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Answering the Call: EnviroAtlas Team Supports Teachers and Educators during the COVID-19 Pandemic

Screenshot of EnviroAtlas map of tree buffer in Portland, Oregon. Students in Dr. Melissa Haeffner’s “Environmental Justice” graduate-level course at Portland State University present on their class projects using EnviroAtlas as part of their methodology to explore EJ issues related to populations near major roadways with little to no tree buffer. Guided by EnviroAtlas team members, the students presented their final projects to members of the EnviroAtlas team and other EPA representatives from across the country.Published December 15, 2020

EPA’s response during the COVID-19 pandemic has been broad—ranging from developing an approach for monitoring the virus in wastewater to finding the best approaches for cleaning and disinfection. EPA is also assisting in an unexpected way: helping educators quickly adjust to teaching in the virtual environment.

EPA’s EnviroAtlas team is no stranger to environmental education. Over the past four years they have worked to create educational lesson plans that help K-12 and higher-ed educators incorporate EPA science into their curricula. Starting with the 2016 Building a Greenway Case Study, to the suite of ecosystem services mini-lessons published in early 2020, EnviroAtlas lesson plans on ecosystems, mapping, watersheds, and eco-health connections are aligned with state and Next Generation Science Standards and give students the opportunity to engage with real science, data, and maps from EPA.

As the reality of COVID-19 set in, the need for online-based resources surged. The EnviroAtlas team worked with EPA regions and programs, teachers, and education-focused organizations to not only get educators up to speed on EPA’s existing online educational resources, but also to adapt lesson plans for complete virtual use to meet the new demand. One such partnership came from the Chesapeake Bay Foundation, who hosted a virtual summer course for educators called, “A Right to Nature in the City: The Importance of Urban Environmental Education” that explored an investigation of how natural systems can help communities and schools create change for a greener, more equitable future. The EnviroAtlas team partnered with members of EPA’s Office of Environmental Justice to include environmental justice considerations in their Greenway Case Study educational activity and convert it into a fully virtual format.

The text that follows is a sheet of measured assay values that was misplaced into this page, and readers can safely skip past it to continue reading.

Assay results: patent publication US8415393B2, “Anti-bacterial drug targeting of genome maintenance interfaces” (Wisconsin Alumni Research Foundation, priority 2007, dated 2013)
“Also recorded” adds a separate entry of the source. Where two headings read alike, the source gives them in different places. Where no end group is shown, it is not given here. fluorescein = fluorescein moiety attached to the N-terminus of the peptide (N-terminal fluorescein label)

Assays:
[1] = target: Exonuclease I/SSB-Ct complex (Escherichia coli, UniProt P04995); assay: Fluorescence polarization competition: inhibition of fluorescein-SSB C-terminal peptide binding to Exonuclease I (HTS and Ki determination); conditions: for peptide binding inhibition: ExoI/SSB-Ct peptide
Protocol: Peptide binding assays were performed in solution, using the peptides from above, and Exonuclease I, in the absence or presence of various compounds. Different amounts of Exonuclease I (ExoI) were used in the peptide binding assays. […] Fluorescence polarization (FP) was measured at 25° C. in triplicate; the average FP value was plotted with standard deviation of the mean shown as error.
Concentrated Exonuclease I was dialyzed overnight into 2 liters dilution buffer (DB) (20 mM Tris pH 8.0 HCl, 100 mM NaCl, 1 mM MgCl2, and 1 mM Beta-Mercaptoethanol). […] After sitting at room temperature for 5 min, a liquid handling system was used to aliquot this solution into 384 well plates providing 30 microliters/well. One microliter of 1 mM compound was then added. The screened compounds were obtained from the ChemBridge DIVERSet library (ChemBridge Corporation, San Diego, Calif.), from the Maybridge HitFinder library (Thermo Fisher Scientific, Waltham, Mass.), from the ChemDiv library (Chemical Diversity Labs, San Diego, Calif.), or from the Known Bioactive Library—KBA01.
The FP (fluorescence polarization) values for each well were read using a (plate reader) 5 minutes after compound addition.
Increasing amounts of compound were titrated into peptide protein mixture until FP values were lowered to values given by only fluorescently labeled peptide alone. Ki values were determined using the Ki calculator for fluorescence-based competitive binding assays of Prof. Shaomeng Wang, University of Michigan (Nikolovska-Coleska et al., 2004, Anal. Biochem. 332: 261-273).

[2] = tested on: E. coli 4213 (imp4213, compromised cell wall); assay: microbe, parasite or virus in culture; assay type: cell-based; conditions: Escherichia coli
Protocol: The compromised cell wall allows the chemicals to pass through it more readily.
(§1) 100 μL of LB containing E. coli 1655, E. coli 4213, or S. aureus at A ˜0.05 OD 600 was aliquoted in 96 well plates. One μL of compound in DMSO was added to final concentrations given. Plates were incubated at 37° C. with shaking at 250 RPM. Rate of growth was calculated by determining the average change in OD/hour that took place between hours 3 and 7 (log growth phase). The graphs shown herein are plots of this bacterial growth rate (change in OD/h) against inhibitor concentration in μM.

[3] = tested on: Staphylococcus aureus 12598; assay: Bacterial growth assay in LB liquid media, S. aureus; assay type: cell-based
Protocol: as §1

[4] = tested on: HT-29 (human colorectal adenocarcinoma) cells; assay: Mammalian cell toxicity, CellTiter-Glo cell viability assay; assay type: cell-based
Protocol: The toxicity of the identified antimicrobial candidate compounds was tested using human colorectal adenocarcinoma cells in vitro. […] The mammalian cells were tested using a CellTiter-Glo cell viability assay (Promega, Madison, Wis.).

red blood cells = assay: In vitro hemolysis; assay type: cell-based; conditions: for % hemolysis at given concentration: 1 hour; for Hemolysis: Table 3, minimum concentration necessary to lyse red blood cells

Since March, the EnviroAtlas team has planned and implemented over 20 outreach events specifically for educators and learners, with much of their summer efforts focused on the Project PEACE by Youth program (PPBY). Project PEACE was designed to Promote Environmental Action and Community Empowerment by Youth via engaging young people on issues of importance in their own communities and building their capacity to use online tools to understand, explore, and create action plans to address these local issues. The program was envisioned by and co-developed with EPA Region 5’s Environmental Education (EE) Coordinator Megan Gavin and School Environmental Health Coordinator Kara Belle and Illinois educators Paul Ritter and Todd Katz.

The Project PEACE by Youth team held a summer virtual training workshop for teachers to provide resources that could be used throughout the year to empower their students. In particular, EnviroAtlas tools were presented as foundational resources for exploring community issues, even while students are participating in a virtual format. The teachers are now engaging their students in local, place-based problem-solving using the EnviroAtlas tools and resources. Students will present their final projects in Spring 2021. In the meantime, feedback from the participating PPBY teachers has been overwhelmingly positive with comments such as, “This is an amazing resource that makes "big data" accessible to students. They can ask and answer authentic and relevant questions about their communities using EnviroAtlas!” and “The Project PEACE community has become a support group during this crazy time! The positive energy and inspiration I get from the other teachers reminds me of being back in the school building.

The pandemic has been hard for so many people and professions across the country. EPA continues to assist with scientific research efforts and to respond to other needs, such as those of teachers who are working tirelessly to keep their classroom educational goals relevant, interactive, and impactful for students. When it comes to protecting human health and the environment, we’re all in this together. The newly adapted virtual EnviroAtlas lesson plans will be available online for broad use soon.  

Learn more:

EnviroAtlas Educational Materials webpage

Science Matters Article on EnviroAtlas Educational Materials

Questions for the EnviroAtlas team can be directed to